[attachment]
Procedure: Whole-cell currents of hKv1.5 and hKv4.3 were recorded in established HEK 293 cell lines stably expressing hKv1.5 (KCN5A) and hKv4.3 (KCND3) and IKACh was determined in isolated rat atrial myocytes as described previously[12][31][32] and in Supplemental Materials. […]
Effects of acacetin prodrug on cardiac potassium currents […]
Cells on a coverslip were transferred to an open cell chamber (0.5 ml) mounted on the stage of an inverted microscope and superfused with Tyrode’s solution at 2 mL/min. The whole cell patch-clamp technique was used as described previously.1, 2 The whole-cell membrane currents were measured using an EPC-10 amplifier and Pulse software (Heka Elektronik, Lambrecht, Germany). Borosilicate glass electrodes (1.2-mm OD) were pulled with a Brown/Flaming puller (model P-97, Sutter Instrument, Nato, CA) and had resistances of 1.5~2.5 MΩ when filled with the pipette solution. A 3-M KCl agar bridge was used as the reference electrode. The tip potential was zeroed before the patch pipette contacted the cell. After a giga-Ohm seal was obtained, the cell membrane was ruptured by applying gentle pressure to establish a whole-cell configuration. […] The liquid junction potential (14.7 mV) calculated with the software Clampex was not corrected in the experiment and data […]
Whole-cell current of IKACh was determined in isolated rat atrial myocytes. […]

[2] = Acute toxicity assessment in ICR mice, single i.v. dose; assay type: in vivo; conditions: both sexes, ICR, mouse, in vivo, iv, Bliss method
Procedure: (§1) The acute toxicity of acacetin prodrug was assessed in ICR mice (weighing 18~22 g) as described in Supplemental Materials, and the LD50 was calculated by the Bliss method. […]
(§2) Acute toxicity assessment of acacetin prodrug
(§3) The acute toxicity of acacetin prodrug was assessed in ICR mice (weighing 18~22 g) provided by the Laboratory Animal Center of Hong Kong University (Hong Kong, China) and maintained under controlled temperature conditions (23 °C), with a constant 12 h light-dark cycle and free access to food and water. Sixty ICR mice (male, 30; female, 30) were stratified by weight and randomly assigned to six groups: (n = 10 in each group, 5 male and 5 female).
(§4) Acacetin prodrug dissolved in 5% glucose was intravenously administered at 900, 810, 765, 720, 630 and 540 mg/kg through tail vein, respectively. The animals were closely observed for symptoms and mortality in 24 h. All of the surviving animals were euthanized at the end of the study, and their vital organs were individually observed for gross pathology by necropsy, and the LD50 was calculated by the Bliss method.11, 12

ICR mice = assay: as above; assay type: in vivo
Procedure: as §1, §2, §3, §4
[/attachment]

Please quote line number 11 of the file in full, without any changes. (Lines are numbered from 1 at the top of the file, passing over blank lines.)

Procedure: as §1, §2, §3, §4